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I am having some problems with understanding which types of host keys my SSH daemon actually provides or supports (stock debian buster, sshd 7.9.p1). From the manual (man sshd_config):

 HostKeyAlgorithms
         Specifies the host key algorithms that the server offers.  The default for this option is:

            [email protected],
            [email protected],
            [email protected],
            [email protected],
            [email protected],[email protected],
            [email protected],
            ecdsa-sha2-nistp256,ecdsa-sha2-nistp384,ecdsa-sha2-nistp521,
            ssh-ed25519,rsa-sha2-512,rsa-sha2-256,ssh-rsa

         The list of available key types may also be obtained using "ssh -Q key".

Please note the last line. When following the advice given there:

root@odysseus /var/log # ssh -Q key
ssh-ed25519
[email protected]
ssh-rsa
ssh-dss
ecdsa-sha2-nistp256
ecdsa-sha2-nistp384
ecdsa-sha2-nistp521
[email protected]
[email protected]
[email protected]
[email protected]
[email protected]

I've got two questions:

  1. As an example, the man page states that rsa-sha2-256 is part of the default for HostKeyAlgorithms. But this string does not appear in the output of ssh -Q key.

    How does this fit together? How can something be a default which even doesn't exist?

    The above example implies that ssh-rsa might be insecure, because it doesn't have sha2 in its name, and thus might be sha1 or even md5 based.

  2. What does the string [email protected] in some of the algorithm type names mean? Are these the types for certificate-based authentication?

1 Answer 1

4

What you're asking for here with ssh -Q key is a listing of all the key types. With the rsa-sha2-256 signature algorithm, as well as the obsolete ssh-rsa (RSA with SHA-1) algorithm, the key type is still ssh-rsa, since both types of signatures use the exact same key. If you want to know what signature types are available, run ssh -Q sig (example from my Debian sid system):

$ ssh -Q sig
ssh-ed25519
[email protected]
ssh-rsa
rsa-sha2-256
rsa-sha2-512
ssh-dss
ecdsa-sha2-nistp256
ecdsa-sha2-nistp384
ecdsa-sha2-nistp521
[email protected]
[email protected]

On newer versions of OpenSSH, you also have ssh -Q HostKeyAlgorithms, which prints the values that are valid in that option:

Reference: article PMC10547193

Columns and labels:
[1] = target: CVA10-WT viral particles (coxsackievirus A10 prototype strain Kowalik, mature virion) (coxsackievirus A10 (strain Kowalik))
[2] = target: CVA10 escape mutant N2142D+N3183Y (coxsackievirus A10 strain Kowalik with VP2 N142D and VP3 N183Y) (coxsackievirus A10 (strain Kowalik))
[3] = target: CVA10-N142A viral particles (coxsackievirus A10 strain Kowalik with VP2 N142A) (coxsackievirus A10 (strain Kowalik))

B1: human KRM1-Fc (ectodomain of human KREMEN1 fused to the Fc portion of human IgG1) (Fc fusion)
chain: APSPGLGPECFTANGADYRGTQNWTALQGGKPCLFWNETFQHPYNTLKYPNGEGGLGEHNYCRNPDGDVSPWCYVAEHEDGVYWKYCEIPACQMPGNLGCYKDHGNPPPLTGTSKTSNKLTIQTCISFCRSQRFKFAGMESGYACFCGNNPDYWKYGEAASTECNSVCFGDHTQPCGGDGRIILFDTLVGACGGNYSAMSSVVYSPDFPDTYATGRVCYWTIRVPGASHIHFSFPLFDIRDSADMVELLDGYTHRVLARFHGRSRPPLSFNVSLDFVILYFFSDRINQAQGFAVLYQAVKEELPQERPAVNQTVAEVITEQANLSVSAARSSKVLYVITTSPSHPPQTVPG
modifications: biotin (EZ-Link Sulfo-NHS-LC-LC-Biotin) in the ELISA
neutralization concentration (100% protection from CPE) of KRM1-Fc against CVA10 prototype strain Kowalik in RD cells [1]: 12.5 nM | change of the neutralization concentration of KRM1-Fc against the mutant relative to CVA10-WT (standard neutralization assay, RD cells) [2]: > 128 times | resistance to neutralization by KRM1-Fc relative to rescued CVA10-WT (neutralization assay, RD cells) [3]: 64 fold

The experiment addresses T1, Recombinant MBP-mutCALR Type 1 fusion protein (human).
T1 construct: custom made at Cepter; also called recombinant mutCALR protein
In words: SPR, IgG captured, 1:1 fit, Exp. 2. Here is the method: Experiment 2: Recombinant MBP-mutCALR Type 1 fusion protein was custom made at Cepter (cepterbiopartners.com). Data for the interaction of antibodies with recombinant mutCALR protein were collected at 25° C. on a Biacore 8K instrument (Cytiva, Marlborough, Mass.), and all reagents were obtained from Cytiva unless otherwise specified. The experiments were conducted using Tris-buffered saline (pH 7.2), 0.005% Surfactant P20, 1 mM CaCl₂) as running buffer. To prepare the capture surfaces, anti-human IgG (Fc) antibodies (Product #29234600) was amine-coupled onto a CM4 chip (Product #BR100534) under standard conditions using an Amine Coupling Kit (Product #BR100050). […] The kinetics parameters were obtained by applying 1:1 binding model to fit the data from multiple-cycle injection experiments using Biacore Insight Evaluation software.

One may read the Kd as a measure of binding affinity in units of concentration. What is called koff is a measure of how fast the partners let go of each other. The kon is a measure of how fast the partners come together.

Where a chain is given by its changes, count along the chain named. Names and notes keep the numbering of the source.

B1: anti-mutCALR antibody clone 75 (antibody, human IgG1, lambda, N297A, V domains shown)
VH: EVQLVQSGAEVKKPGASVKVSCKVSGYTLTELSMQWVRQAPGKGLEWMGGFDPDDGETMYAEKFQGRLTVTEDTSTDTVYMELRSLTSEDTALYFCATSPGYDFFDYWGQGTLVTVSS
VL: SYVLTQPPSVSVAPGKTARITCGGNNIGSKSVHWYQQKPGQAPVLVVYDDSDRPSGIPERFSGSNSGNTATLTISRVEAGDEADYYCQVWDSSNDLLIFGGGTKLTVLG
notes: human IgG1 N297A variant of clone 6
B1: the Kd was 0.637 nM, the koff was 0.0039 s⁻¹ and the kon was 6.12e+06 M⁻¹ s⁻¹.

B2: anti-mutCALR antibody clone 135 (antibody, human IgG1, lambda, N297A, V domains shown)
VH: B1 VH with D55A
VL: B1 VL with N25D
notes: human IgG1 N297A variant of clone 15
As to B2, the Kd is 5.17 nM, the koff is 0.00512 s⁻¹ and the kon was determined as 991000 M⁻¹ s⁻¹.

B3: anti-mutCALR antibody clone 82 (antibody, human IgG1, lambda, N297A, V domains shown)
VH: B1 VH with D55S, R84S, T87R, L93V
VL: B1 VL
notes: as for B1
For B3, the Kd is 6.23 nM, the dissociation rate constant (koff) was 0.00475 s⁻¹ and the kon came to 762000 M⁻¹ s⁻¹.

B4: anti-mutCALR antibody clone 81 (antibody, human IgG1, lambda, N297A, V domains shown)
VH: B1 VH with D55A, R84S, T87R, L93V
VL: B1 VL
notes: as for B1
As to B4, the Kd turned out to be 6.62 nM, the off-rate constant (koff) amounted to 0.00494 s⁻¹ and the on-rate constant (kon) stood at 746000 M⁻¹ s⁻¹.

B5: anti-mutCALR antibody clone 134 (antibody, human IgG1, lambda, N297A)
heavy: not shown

$ ssh -Q HostKeyAlgorithms
ssh-ed25519
[email protected]
[email protected]
[email protected]
ssh-rsa
rsa-sha2-256
rsa-sha2-512
ssh-dss
ecdsa-sha2-nistp256
ecdsa-sha2-nistp384
ecdsa-sha2-nistp521
[email protected]
[email protected]
[email protected]
[email protected]
[email protected]
[email protected]
[email protected]
[email protected]
[email protected]
[email protected]

Note that whether your fingerprint is SHA-2 or not has nothing to do with the signature algorithm. If you generate an RSA key, it can be used for both SHA-1 and SHA-2 signature unless you specify otherwise. You would typically want to remove ssh-rsa from the HostKeyAlgorithms option unless you have a compelling reason to use it, or you can just solve the problem entirely by using an Ed25519 key, which always uses a secure algorithm.

The [email protected] type indicates an OpenSSH certificate. This is useful if you have a controlled environment, like a company, and you want to create a certificate authority to sign OpenSSH keys and restrict access to only those keys.

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  • 1
    Thank you very much for that enlightening answer, accepted and +1. Got it - the man page is misleading then because most people will understand it in the sense I did. Amusingly, I already had tried -Q HostKeyAlgorithms, but this only produced an Unsupported query error; obviously, OpenSSH in Debian buster is too old. ssh-rsa being in that directive is just a leftover from some experiments, it isn't there in my production systems.
    – Binarus
    Apr 17, 2021 at 15:56

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